June was Stroke Awareness Month. This is the perfect time to think about making heart healthy lifestyle changes. We know that too much sodium is linked to high blood pressure. Do you know where the sodium in your diet is coming from?
- Most sodium in the diet comes from restaurant meals, packaged and processed foods.
- Sodium is also added in cooking or at the table from the salt shaker and condiments such as ketchup, soy sauce or pickles.
- Taste your food before adding salt or condiments. Be aware that sodium-reduced condiments may still contain a lot of sodium.
- Look for no salt added canned vegetables and fish. Try Compliments Balance No Salt Added Diced Tomatoes, Salt Free Peas or Salt Free Cut Green Beans. Look for sodium reduced canned salmon and tuna.
- Choose fresh meats instead of processed meats (bacon, ham) more often.
- Buy lower sodium cheese, such as Swiss or bocconcini.
- Look for broths and bouillon cubes that have no salt added.
- Check the spice aisle for no salt added versions of your favourite seasoning blends.
- Cook with herbs and spices.
- Cook meals at home more often and be mindful with the amount of salt you use.
- Look for low sodium options – Compliments Balance Products are a great place to start.
Using Nutrition Labels
Use food labels to compare and choose lower sodium products.
- Choose products with a low percent Daily Value (% DV) for sodium. A % DV of 5% or less means there is a little. A % DV of 15% or more means there is a lot.
- Aim for 2000 mg and below per day for prevention and treatment of high blood pressure.
Did You Know?
One teaspoon of salt has 2300 mg of sodium. It adds up quickly!
Add Flavour, Not Salt
Salt enhances the natural flavours in food. Give your food a specific flavor and cook with herbs and spices instead. This will help to reduce the amount of sodium in your food. When using herbs and spices for the first time, start with small amounts and only try one at a time. You will soon discover which flavours you love the most.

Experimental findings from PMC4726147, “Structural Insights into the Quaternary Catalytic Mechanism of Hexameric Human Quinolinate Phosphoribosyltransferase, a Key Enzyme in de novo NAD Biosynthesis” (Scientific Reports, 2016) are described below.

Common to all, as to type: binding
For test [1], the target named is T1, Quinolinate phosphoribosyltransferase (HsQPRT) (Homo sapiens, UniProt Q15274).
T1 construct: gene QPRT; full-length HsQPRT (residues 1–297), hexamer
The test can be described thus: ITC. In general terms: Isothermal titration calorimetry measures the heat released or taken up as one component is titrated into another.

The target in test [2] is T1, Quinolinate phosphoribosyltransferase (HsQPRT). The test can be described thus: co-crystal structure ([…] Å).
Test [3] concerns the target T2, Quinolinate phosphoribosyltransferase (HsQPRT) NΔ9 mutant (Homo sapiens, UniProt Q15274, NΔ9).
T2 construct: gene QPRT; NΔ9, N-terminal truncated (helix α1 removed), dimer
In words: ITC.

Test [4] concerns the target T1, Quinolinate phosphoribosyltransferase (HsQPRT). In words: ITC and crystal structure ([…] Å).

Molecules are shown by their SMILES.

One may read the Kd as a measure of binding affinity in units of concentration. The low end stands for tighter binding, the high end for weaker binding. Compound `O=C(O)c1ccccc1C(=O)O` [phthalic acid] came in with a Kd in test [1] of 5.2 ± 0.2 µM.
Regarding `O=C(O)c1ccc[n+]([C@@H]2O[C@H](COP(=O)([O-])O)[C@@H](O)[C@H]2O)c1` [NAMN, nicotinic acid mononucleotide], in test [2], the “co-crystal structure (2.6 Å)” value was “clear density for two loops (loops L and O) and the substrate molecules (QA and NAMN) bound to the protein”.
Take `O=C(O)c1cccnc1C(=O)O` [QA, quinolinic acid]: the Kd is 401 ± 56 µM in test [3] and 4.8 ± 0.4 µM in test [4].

Dried herbs are three times as strong as fresh herbs (for example, 1 teaspoon of dried thyme equals 1 tablespoon of fresh thyme). Add dried herbs at the beginning of cooking to get the most flavour. Add fresh herbs near the end of cooking. Find a variety of fresh Compliments herbs in the produce department of your local Sobeys store.
It takes time to develop new eating and cooking habits, but it’s worth it. Your heart will thank you!
Hungry for more? Like @SobeysDietitian on Facebook and Twitter for more tasty tips & recipes or receive our schedule of events and Healthy Bits & Bites Newsletter directly to your inbox! Register at www.sobeyspharmacy.com/newsletter.
You can find Teresa’s July nutrition event schedule online or instore at the Pharmacy or Customer Service. Contact Teresa to register for a nutrition class: Voicemail: 902-755-3645,
Pesto Chicken Pizza
2 cups 500 ml Whole wheat flour, divided
2 tsp 10 ml Pizza crust yeast
1½ tsp 7 ml Sugar
1 tbsp 15 ml Oregano, dried
⅔ cup 150 ml Water, warm
3 tbsp 45 ml Olive oil
⅓ cup 75 ml Pesto sauce
½ lb 227 g Chicken, skinless, cooked, bite size pieces
½ cup 125 ml Red pepper, sliced
¼ cup 60 ml Red onion, thinly sliced
½ cup 125 ml Feta cheese, crumbled
½ cup 125 ml Tomato, diced
½ cup 125 ml Mozzarella cheese, lower fat, shredded
1. Pre-heat oven to 425° F. Grease a 12 inch pizza pan and set aside.
2. Mix 1 cup of flour, yeast, sugar and oregano in a large bowl. Add water and oil and
mix until just combined, about 1 minute.
3. Add remaining cup of flour. Knead for a minute. Roll dough on a floured surface to
make a 12 inch circle. Place crust on pan.
4. Spread pesto on crust. Add toppings and bake for 15 minutes.
Nutrition Information per Serving:
Fat 19 grams
Carbohydrate 35 grams
Fibre 5 grams
Protein 18 grams
Sodium 332 milligrams
Tip: Use a different cheese to change the flavour